British PM backs defence minister in advisor row
British Prime Minister David Cameron offered his full support to Defence Secretary Liam Fox on Saturday after fresh allegations that he allowed a close friend to influence government business.
Several newspapers said Fox's former flatmate Adam Werritty had brokered a private meeting in Dubai in June between the defence secretary and a company hoping to sell phone call encryption technology to the British military.
Werritty set up the meeting by posing as an advisor to Fox, reports said, despite holding no official government role and not having security clearance.
No officials from the Ministry of Defence (MoD) were present during the talks, a ministry spokesman said.
The allegations come after Fox admitted this week that he met Werritty on an official visit to Sri Lanka in July, and the revelation that Werritty visited Fox 14 times in 16 months at the MoD in London.
Fox has denied suggestions that his friendship has threatened national security, but on Friday announced an inquiry led by a senior MoD official.
The row has completely overshadowed a visit made by Fox to Libya on Friday and Saturday for talks with members on the National Transitional Council, but Cameron offered his minister his full support.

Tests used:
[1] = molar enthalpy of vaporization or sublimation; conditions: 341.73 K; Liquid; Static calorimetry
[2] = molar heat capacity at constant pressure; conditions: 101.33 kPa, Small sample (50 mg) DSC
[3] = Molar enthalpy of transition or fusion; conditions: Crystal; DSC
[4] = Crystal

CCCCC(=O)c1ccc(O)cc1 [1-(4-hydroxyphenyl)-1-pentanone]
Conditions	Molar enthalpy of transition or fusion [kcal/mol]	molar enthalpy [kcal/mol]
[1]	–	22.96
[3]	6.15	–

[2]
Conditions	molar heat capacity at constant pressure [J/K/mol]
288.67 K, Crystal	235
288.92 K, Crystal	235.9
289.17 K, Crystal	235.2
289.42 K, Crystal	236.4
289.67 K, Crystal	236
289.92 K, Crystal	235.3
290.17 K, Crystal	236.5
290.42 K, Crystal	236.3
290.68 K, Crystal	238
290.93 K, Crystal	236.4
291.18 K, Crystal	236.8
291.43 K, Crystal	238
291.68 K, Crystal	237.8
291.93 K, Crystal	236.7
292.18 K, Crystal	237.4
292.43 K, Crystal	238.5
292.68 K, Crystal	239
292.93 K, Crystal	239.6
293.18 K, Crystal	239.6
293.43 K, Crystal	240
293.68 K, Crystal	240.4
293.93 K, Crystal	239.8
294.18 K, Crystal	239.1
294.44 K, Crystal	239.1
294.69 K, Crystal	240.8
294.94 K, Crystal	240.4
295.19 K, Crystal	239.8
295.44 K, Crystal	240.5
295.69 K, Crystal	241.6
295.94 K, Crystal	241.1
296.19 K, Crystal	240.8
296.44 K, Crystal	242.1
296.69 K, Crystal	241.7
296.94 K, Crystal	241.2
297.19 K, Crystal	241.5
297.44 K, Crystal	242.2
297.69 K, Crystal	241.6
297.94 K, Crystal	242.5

The prime minister had "full confidence" in Fox, a member of his Conservative party, a spokesman for Cameron's Downing Street office said.
In response to the latest newspaper reports, the MoD said allegations of wrongdoing were "baseless" and pointed to the inquiry, which will report back in a few weeks.
But the opposition Labour party said the claims needed to be investigated by Cameron's office.
"There's a very serious issue here about conflict of interest and the ministerial code and the prime minister is the person who can authorise an inquiry into the ministerial code," Labour spokesman Jim Murphy told the BBC.
© 2011 AFP